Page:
Teens and cars can be a recipe for disaster. Or at least teenagers that are not subject to various Graduated Driving Licensing laws in their respective states.
GDL is a trend that is spreading, one where states put restrictions on novice drivers in a bid to reduce accidents and lower death rates.
An analysis conducted by the Insurance Institute for Highway Safety and the Highway Loss Data Institute has found that if every state adopted all five components of the toughest driving laws in the nation, then more than 9,500 collisions could be averted, saving at least 500 teen lives annually.
Online GDL Calculator
The IIHS and HLDI have developed an online calculator to demonstrate the effects of the young driver licensing systems in all 50 states and in the District of Columbia. Tab to your state or district and you can find the five components of safer teen driving and how those laws stack up with other jurisdictions.
You can move the bar to the left or to the right to see change estimates outlining the percentage of collision claims and fatal crashes. Move the bar to the left and you’ll see an increase. Move the bar to the right and you’ll see a decrease.
The institute identifies the five components as permit age, practice hours, license age, night driving and passengers. All five can have an effect on teen driving safety with the higher thresholds estimated to lower collisions and fatalities. The institute used the best graduated driver licensing provisions in each state as the threshold for other states to attain, thereby reducing accidents.
The best GDL provisions as of May 2012 are:
1. Permit Age of 16
Eight states and the District of Columbia have a minimum permit age of 16. In some states, such as Alaska, that age is as low as 14.
2. Practice hours
Most states require a minimum number of practice hours before a teen can get his license. Pennsylvania at 65 hours has the most rigorous requirements of any state. Several states including South Dakota, New Jersey and Arkansas have no minimum amount of supervised driving.
3. License Age
New Jersey teens cannot get their license until they are 17. Teens in Idaho and Montana can begin driving when they are 15; and in South Dakota drivers can be as young as 14 years and 3 months with driver education. Population density, however, is a factor as N.J. has the most people per square mile of any state. The states on the other end of the spectrum are mostly rural.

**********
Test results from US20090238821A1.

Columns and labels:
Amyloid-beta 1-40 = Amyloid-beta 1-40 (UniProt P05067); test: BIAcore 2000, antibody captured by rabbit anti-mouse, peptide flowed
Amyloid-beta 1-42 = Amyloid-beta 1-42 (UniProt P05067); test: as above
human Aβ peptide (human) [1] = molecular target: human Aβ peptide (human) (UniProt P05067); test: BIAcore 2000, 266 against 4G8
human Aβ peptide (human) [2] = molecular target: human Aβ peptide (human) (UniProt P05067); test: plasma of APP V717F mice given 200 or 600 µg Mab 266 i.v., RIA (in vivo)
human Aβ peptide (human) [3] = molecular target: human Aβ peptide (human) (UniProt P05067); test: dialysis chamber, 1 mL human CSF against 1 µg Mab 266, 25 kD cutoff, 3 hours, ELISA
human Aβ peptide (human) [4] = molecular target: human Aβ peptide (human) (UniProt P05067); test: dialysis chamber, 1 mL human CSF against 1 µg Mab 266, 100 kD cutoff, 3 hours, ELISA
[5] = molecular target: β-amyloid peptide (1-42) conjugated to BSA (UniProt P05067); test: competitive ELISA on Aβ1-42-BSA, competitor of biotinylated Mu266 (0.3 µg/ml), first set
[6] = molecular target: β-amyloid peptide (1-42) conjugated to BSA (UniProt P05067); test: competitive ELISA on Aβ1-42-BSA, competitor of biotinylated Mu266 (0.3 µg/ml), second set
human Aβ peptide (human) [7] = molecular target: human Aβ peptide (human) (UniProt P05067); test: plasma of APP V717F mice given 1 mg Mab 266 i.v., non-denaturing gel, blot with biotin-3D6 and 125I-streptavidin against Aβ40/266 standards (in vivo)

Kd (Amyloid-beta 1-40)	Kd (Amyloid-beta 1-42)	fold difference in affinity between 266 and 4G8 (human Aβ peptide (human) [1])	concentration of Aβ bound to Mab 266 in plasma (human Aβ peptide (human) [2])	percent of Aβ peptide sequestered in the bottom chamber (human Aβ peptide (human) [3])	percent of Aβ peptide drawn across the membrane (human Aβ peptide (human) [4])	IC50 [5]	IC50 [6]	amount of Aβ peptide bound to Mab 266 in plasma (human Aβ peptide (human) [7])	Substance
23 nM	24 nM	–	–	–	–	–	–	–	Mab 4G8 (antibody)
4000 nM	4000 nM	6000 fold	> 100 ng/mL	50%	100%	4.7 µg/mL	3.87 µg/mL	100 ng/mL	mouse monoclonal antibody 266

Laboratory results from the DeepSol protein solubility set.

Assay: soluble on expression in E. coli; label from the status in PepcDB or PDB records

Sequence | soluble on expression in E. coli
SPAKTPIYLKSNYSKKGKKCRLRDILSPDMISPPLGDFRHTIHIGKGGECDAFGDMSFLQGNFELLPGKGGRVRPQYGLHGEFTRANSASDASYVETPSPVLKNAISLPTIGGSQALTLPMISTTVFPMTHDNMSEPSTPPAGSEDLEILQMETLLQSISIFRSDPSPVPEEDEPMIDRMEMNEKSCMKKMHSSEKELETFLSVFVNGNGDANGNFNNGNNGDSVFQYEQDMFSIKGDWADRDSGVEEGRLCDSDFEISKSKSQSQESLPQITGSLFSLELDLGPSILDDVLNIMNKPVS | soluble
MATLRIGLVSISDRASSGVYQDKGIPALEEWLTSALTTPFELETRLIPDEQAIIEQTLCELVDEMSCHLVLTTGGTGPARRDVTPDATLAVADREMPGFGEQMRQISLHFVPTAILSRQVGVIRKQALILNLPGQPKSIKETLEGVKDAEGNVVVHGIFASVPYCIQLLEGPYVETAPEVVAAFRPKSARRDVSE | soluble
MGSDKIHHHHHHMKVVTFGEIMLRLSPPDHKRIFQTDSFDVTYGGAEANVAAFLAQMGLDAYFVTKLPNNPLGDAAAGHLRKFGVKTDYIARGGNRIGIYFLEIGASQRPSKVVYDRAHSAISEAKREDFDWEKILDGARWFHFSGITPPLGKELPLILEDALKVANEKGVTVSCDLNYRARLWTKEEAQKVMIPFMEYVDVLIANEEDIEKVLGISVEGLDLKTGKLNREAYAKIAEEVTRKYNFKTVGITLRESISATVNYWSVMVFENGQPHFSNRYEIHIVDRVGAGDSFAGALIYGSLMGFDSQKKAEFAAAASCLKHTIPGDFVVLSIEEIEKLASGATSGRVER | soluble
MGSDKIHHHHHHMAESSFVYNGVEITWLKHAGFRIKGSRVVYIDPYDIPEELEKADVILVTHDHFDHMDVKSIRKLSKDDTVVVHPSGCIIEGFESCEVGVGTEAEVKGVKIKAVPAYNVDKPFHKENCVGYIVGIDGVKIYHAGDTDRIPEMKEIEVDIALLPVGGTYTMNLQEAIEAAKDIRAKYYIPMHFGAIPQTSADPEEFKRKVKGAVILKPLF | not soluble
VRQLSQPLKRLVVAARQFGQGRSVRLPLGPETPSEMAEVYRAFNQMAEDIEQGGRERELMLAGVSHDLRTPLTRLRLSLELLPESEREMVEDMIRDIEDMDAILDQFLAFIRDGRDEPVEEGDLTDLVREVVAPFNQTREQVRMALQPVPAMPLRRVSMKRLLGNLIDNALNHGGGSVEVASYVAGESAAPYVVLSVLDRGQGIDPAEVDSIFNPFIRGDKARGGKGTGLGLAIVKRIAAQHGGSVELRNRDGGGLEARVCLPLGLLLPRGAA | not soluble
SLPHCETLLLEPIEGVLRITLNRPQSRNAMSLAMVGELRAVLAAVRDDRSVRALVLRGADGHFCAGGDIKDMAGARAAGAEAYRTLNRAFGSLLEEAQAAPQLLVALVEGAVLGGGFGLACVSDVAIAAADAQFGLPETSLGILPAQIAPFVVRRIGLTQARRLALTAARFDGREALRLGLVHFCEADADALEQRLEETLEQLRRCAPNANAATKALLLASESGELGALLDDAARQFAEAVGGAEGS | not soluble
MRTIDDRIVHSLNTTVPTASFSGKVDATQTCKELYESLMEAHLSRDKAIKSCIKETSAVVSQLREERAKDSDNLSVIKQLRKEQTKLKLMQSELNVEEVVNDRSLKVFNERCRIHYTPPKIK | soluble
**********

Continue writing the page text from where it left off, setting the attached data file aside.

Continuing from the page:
4. Night driving
Most states restrict night driving for novice drivers with Idaho allowing such driving only from sunrise to sunset. In South Carolina, teens may drive to 6 p.m. Several states including Connecticut and Arkansas restrict nighttime driving for teens until their 18th birthday.
Teens and driving is one issue, but teens driving with other teens in the car has often proven deadly. Some 15 states and D.C. do not allow teen riders at all. States such as Florida, Iowa, Mississippi and the Dakotas put no such restrictions on young drivers.
Many states allow one teen and that person may have to be at least 21 as is required in New Mexico and in New York.
Tougher GDL Laws
The institute notes that certain states can achieve big gains in accident avoidance by adopting tougher GDL laws. For example, the institute estimates that collision claims for young drivers would drop by 37 percent in South Dakota. That state would also see the biggest drop in fatalities among teens, estimated at 63 percent.
Other states that could see a big drop in claims include Iowa and Mississippi with each coming in at 29 percent. Several states including Iowa, Montana and North Dakota could reduce teen fatalities by at least 50 percent.
Will states adopt tougher driving rules to reduce accidents and teen deaths? They might as the trend toward tougher GDL laws continues to grow.
Said Anne McCartt, Institute senior vice president for research, “Even the best states can do better. There’s room for improvement across the board, and states could see immediate reductions in fatal crashes and collision claims as soon as the beefed-up provisions are in force.”
Strengthening driver education programs is another approach states might mandate as most such programs fail to equip teens to handle all driving conditions including inclement weather.
Map photo courtesy of the IIHS.